A new headset unveiled Wednesday at Microsoft’s Windows 10 event in Redmond, Wash., beams 3-D content right into your living room or office.
The device and its accompanying software, called the “HoloLens” and “Windows Holographic” respectively, look similar to virtual reality headsets already on the market. However, Microsoft’s device projects 3-D content into the physical world already around you rather than putting you in a different virtual world entirely. While Microsoft called the 3-D images “holograms,” they’re not viewable if you’re not wearing the headset.
The company pitched the HoloLens and Windows Holographic as tools to help investors, designers and scientists interface with their work in ways never before possible. The HoloLens can also power augmented reality gaming, which blends the virtual and physical worlds for a unique entertainment experience that’s not possible on standard gaming consoles or computers.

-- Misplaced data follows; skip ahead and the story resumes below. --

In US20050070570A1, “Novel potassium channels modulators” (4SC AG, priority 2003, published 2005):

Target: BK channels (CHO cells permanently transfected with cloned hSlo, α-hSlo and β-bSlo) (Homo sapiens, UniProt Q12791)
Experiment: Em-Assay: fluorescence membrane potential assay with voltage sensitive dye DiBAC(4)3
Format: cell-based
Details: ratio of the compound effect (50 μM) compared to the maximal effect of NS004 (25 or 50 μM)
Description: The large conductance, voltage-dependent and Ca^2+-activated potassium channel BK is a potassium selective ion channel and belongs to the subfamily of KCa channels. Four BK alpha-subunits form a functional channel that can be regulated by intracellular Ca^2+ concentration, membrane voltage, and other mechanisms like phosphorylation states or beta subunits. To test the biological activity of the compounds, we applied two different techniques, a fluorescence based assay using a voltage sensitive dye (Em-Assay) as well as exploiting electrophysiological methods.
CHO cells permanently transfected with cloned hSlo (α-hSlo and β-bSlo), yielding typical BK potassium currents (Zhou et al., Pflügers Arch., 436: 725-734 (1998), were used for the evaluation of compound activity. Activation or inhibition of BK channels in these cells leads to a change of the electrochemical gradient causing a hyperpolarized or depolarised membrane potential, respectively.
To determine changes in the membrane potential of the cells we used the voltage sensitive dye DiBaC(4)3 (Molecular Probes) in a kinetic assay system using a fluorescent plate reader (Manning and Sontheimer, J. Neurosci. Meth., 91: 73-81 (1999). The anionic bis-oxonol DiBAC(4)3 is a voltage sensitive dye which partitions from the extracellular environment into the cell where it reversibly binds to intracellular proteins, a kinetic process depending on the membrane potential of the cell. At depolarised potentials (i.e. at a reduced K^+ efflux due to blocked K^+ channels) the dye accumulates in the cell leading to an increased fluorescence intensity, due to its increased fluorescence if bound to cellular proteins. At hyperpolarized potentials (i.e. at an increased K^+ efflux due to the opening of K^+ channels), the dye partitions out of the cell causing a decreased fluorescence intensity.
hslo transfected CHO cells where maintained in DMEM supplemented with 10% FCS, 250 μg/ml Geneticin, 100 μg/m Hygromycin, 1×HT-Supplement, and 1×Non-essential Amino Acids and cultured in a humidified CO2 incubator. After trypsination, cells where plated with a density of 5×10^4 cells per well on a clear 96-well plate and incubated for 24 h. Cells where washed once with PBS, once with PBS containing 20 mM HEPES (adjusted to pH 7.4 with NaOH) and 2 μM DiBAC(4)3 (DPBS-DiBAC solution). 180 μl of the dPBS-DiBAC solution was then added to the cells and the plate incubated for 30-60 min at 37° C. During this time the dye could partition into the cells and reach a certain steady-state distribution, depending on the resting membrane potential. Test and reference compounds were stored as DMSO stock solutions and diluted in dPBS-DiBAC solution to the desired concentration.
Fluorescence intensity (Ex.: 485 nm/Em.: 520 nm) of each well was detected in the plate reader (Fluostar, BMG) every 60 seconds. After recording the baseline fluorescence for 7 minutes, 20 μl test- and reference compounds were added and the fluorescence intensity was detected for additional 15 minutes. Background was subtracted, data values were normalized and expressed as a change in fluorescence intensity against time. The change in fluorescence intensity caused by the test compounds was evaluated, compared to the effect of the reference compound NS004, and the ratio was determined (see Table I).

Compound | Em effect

Microsoft says the HoloLens is a completely untethered unit, meaning you won’t have to hook it up to a PC or other device to power it. There’s no word yet on how much the device will cost, but the company did say it would be available around the same time as its new PC operating system, Windows 10. That software is expected to hit store shelves sometime this year.
- The Fight to Save the Salmon
- Inside the World of Black Bitcoin, Where Crypto Is About Making More Than Just Money
- The 'Great Resignation' Is Finally Getting Companies to Take Burnout Seriously. Is It Enough?
- Suddenly, Everyone on TV Is Very Rich or Very Poor. What Happened?
- Colin Powell Reflects on His Mistakes in Unpublished TIME Interview
- Business Travel's Demise Could Have Far-Reaching Consequences
- If the U.S. Spends Big on Climate, the Rest of the World Might Follow